Monday, April 14, 2014

Two reversible forms of CCS

Danos, V. and Krivine, J., Reversible communicating systems. CONCUR 2004, LNCS, 3170. pp. 292-307.

Iain C. C. Phillips, Irek Ulidowski: Reversing algebraic process calculi. J. Log. Algebr. Program. 73(1-2): 70-96 (2007)

These two papers present different views on reversibility for CCS.  In both cases, a key question is how to deal with a process term such as $(a.P | a.Q | \bar{a}.R| \bar{a}.S) \backslash a$ which can evolve in two different ways, both leading to the same state $(P|Q|R|S)$: one where the $a.P$ and $\bar{a}.R$ synchronize, and one where $a.P$ and $\bar{a}.S$ synchronize.  A key question is, what additional information do we need to record so that the right synchronizations are undone.



Danos and Krivine present Reversible CCS (RCCS), in which processes are tagged with "histories".  When two processes communicate, the communication is recorded in each process's history, so that the right thing will happen on reversing the transition. 

Philips and Ulidowski present a general scheme for making a process calculus reversible, provided its rules fit certain constraints known from the Structural Operational Semantics (SOS) literature.  In contrast to RCCS, the idea is to preserve the structure of the process terms and record the "history" by adding "marks" to the operators to indicate which parts have been performed and which are still active.  Synchronization steps make use of "keys", or names, which are equal for two complementary actions that synchronize and otherwise different from each other.  This records the information about which   Calculi such as CCS and CSP are used as examples, in particular a reversible form of CCS called CCSK (CCS with Keys) is presented.  The different ways an "ambiguous" term such as $(a.P | a.Q | \bar{a}.R| \bar{a}.S) \backslash a$ can evolve become evident in the keys, for example, $(a[m].P | a[n].Q | \bar{a}[m].R| \bar{a}[n].S) \backslash a$ vs. $(a[m].P | a[n].Q | \bar{a}[n].R| \bar{a}[m].S) \backslash a$.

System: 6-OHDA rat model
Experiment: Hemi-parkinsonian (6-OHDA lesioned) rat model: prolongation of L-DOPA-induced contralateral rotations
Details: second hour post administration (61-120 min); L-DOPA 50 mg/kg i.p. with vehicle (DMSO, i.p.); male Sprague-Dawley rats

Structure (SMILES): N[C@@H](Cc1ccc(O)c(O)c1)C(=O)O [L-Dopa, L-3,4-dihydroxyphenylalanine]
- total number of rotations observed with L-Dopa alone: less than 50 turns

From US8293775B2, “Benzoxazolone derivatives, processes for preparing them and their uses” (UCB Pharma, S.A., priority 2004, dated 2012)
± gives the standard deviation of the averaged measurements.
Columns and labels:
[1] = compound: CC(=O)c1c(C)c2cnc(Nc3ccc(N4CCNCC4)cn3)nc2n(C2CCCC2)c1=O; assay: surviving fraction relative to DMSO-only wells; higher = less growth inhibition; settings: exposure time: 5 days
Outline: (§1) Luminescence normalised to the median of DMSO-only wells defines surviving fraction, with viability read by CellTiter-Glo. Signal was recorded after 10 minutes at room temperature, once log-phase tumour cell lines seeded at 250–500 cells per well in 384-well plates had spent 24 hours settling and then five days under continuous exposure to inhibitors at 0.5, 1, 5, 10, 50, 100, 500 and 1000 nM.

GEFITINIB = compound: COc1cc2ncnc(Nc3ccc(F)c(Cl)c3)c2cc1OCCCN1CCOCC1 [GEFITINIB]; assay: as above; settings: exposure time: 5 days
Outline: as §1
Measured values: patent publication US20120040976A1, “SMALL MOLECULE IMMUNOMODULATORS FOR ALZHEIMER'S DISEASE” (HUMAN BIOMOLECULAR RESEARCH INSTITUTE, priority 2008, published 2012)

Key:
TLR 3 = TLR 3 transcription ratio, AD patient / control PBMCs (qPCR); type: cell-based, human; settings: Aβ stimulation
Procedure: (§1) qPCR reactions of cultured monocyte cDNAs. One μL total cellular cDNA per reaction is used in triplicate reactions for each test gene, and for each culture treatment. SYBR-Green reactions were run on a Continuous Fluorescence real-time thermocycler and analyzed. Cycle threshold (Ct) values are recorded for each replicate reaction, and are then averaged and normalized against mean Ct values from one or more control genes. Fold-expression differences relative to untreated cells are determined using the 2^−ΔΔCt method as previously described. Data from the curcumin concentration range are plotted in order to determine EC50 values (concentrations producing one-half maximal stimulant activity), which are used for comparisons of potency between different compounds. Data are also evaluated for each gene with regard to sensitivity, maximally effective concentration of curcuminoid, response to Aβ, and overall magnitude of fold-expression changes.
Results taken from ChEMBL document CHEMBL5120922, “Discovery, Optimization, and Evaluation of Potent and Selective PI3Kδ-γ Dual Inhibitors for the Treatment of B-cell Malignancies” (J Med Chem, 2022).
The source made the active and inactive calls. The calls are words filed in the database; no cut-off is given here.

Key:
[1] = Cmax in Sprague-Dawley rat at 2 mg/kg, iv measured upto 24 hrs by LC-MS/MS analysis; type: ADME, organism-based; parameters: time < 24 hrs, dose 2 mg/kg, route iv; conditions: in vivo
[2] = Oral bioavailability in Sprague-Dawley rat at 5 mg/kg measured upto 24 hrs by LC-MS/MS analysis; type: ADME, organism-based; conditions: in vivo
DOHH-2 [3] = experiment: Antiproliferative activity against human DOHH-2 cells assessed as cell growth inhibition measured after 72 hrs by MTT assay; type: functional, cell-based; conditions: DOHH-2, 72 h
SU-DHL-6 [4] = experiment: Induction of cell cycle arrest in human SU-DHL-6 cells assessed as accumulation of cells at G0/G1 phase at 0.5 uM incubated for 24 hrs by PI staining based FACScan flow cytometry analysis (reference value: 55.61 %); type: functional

These two approaches, based on explicit histories vs. implicit naming/tagging of parts of terms, seem complementary. Their formal results are however somewhat different: Danos and Krivine study the issue of reachability and causal equivalence of reductions, whereas Philips and Ulidowski study bisimulation (forward and reverse).  It might be interesting to formally relate the two approaches (if this hasn't already been done).

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